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Jack Darach

Flutes are as old as Human beings. Flutes made of bone forty thousands years ago have been found in caves, and there were wind musical instruments, that people with no knowledge of the subject would identify as flutes, practically in every ancient civilisation of the planet.

Jack Darach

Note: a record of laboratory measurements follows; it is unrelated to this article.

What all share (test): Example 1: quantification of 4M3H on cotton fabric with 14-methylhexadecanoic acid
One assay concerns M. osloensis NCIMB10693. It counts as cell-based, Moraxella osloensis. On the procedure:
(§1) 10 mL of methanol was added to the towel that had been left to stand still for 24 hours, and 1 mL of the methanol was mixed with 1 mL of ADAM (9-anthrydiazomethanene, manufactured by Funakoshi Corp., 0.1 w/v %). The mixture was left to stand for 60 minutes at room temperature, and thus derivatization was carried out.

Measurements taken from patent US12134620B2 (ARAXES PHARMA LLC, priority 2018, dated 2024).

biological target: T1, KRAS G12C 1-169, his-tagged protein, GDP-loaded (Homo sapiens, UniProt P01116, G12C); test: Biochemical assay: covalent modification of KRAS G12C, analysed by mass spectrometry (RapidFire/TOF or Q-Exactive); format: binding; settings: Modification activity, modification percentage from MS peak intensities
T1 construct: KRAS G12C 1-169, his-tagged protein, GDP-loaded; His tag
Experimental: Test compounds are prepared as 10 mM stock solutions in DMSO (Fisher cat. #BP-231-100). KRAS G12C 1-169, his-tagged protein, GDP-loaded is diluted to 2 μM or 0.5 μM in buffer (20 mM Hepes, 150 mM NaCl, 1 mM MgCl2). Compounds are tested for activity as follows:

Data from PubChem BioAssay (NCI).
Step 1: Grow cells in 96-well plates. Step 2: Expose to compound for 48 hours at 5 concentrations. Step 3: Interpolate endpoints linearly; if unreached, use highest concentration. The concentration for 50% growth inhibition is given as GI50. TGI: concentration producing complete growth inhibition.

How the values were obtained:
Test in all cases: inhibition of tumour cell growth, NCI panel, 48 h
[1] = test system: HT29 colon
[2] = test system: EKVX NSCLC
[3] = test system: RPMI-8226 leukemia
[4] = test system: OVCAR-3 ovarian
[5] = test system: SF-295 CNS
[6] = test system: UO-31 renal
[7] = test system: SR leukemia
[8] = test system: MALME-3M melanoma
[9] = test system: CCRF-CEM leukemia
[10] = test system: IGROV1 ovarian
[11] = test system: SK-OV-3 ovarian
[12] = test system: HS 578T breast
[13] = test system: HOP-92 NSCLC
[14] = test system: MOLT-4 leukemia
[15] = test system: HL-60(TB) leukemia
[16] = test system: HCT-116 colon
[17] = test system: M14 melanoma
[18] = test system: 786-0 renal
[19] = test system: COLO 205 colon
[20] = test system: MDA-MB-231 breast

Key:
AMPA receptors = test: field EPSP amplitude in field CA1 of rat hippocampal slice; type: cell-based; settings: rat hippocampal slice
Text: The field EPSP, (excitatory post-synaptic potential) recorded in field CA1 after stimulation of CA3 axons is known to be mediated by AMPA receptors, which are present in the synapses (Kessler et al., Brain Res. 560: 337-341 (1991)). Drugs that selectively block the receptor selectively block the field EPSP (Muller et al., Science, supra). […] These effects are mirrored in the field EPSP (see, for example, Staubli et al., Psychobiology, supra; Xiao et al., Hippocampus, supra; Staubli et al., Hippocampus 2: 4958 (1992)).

Today, in Brighton, Jack Darach works producing hand-made flutes, not of horns or bones as they used to be in prehistoric times, but of wood, looking for sounds, almost lost in time, by recreating recorders typical of the XVI to XVIII centuries which was a period of time, Renaissance and Baroque, when European music reached its finest moment, both in composition and in the manufacturing of instruments. In 2016, Jack Darach was awarded the grant QEST (Queen Elizabeth Scholarship Trust) and the Winston Churchill Travelling Fellowship grant for research, the latter will make it possible for Darach to travel around Japan and Europe for months, in search of recorders made by historical manufacturers such as Stanesby, Bressan and J.J. Schuchart, to learn from them and improve his own production, which is nowadays one of the finest in Europe.